Sovereign debt spreads is defined as the bond yield minus the 10-year United States Treasury yield using JPMorgan EMBI Global spreads.
The EMPI captures exchange rate depreciations and declines in international reserves.
Higher values of the index denote greater stress in the financial system, and point to a potentially impaired transmission of monetary policy through the financial system. An important advantage of the EM-FSI is that it is available for most neighboring countries, which allows for not only looking at the evolution of the index in Thailand over recent years, but also comparing it to other large neighboring economies.
5. The EM-FSI suggests that overall financial conditions have remained accommodative in Thailand over recent years. However, a comparison of financial conditions with other countries suggest that despite the very low level of monetary policy rates, financial conditions in Thailand remain somewhat “tighter” than those in the ASEAN–4 neighboring countries (Figure 1, left panel).3 While market conditions improved following the last interest rate cut in May 2015, the fact that policy rates have been kept constant since then while other ASEAN–4 countries have introduced further policy stimulus—motivated by macroeconomic and especially inflation developments in 2016 and 2017—may explain the more favorable conditions in their markets.
Figure 1.Thailand: Financial Conditions
6. Recent Thai financial market conditions appear to be sufficiently good not to impair the monetary policy transmission. Since financial intermediation would be crucial for the transmission of monetary policy, the EM-FSI provides a gauge of how current conditions in Thai financial markets could transmit monetary policy. Overall, developments in the EM-FSI suggest that financial market conditions do not appear to impair the monetary policy transmission mechanism. At the same time, since the policy rate in Thailand has been on hold since May 2015 while some neighboring countries have lowered policy rates since then, it is also possible to compare conditions at the dates in which other central banks lowered interest rates by looking at all components of the index (Figure 1, right panel). That comparison suggests that conditions in the Thai financial system remain relatively better than when those other countries cut rates in recent years.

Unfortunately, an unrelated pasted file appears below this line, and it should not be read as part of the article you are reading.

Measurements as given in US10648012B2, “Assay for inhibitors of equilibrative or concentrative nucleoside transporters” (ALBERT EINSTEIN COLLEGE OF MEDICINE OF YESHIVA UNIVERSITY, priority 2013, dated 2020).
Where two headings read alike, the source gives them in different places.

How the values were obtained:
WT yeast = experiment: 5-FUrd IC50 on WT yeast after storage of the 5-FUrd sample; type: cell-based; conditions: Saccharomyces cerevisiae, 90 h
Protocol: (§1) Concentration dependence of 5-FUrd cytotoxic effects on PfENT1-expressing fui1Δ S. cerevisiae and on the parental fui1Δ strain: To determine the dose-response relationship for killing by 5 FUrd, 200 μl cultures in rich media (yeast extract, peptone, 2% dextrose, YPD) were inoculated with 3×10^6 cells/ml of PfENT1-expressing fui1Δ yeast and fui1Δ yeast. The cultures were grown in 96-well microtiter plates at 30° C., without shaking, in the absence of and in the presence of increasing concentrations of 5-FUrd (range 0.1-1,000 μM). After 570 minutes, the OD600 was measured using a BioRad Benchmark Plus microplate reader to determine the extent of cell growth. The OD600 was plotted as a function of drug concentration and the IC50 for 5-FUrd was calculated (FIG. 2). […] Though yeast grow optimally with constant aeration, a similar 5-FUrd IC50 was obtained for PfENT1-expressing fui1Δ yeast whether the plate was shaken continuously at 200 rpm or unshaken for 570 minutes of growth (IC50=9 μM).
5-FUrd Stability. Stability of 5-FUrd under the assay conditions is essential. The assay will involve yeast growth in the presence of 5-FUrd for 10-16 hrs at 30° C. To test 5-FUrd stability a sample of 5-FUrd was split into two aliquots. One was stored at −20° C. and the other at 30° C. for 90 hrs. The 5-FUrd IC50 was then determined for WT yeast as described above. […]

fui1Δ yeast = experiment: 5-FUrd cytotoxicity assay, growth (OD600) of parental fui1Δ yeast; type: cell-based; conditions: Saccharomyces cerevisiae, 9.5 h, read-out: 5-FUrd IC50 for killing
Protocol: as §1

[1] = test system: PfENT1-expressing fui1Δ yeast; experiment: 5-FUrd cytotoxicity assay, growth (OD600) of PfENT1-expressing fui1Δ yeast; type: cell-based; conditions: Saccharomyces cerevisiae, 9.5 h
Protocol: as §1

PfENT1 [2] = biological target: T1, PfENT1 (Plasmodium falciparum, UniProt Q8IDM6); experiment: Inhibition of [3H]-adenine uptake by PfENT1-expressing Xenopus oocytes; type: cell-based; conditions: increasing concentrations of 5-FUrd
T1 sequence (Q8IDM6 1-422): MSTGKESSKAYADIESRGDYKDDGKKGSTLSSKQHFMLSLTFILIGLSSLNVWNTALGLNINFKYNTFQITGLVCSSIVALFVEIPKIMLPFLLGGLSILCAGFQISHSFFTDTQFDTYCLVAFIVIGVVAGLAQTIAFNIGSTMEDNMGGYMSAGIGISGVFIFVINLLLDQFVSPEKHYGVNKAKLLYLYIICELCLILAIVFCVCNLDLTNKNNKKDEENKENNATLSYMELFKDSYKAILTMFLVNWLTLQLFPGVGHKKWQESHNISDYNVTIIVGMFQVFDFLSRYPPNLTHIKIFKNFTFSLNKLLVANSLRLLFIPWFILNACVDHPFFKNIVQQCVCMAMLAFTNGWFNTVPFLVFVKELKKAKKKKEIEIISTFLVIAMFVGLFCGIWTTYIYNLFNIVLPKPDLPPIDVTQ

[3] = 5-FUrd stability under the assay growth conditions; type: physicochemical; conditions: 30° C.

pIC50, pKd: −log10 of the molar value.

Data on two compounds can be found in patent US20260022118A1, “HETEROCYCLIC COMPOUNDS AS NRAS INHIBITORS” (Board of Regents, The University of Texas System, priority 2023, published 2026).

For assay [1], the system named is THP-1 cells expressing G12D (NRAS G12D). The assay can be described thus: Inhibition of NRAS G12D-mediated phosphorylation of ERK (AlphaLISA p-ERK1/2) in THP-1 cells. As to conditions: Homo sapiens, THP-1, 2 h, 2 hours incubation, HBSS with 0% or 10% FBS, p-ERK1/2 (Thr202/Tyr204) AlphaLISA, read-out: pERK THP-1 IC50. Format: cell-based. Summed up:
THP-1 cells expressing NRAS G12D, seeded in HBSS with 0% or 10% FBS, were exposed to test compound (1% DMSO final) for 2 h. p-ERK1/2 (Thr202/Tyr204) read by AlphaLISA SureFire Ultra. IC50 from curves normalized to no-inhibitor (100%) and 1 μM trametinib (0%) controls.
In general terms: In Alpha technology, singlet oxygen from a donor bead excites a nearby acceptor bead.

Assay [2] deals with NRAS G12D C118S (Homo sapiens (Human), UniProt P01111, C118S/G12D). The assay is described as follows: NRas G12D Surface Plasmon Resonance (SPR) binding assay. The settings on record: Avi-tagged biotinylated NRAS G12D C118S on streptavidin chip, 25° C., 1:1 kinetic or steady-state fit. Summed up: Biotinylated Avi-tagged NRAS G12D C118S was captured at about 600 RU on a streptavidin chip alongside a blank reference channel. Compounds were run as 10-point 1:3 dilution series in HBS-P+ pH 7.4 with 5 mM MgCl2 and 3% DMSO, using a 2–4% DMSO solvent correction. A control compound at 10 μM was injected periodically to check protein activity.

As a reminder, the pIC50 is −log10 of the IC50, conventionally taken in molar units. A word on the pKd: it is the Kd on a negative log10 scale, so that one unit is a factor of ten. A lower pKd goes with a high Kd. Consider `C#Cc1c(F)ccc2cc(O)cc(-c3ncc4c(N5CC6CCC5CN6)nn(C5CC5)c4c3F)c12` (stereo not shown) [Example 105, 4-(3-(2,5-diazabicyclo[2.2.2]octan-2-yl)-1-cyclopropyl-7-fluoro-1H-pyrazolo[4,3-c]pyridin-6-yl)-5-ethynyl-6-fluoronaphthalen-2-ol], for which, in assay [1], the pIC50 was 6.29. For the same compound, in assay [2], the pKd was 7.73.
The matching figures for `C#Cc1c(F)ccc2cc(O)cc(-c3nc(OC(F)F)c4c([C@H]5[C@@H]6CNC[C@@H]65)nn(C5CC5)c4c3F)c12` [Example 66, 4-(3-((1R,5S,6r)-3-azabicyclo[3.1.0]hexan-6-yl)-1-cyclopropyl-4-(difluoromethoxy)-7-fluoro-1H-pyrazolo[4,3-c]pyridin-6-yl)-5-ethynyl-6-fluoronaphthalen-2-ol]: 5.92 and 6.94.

C. Main Factors Behind Financial Conditions
7. The FCI summarizes a broader set of financial sector variables. This paper provides additional robustness to the measurement of financial conditions by the calculation of an alternative index. The FCI proposed by Koop and Korobilis (2014) builds on the literature on time-varying parameter vector autoregression and dynamic factor models.4 This approach has two main advantages. First, it can control for (current) macroeconomic conditions. Second, it allows for a dynamic interaction between the FCIs and macroeconomic conditions, which can also evolve over time. Importantly, the FCI allows for widening the financial sector coverage by combining 19 macroeconomic and financial indicators that help assess the influence of price of risk (e.g., term spread), leverage (e.g., credit to GDP), external factors (e.g., VIX) and macroeconomic conditions (e.g., GDP growth) to the overall financial conditions (Table 1). In that sense, the FCI can be interpreted as an extension of the FSI, which mainly uses “price of risk” indicators.
|Term Spreads||Yield on 10-year government bonds minus yield on three-month treasury bills.||Bloomberg LP.; and IMF staff.|